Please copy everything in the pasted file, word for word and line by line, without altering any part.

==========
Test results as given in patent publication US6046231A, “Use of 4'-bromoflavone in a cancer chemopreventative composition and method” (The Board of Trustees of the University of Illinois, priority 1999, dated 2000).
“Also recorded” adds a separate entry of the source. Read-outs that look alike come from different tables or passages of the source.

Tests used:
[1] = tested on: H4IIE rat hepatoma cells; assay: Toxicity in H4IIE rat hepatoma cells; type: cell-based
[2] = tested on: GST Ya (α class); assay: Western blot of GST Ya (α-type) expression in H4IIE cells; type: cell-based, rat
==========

Test results as given in patent publication US6046231A, “Use of 4'-bromoflavone in a cancer chemopreventative composition and method” (The Board of Trustees of the University of Illinois, priority 1999, dated 2000).
“Also recorded” adds a separate entry of the source. Read-outs that look alike come from different tables or passages of the source.

Tests used:
[1] = tested on: H4IIE rat hepatoma cells; assay: Toxicity in H4IIE rat hepatoma cells; type: cell-based
[2] = tested on: GST Ya (α class); assay: Western blot of GST Ya (α-type) expression in H4IIE cells; type: cell-based, rat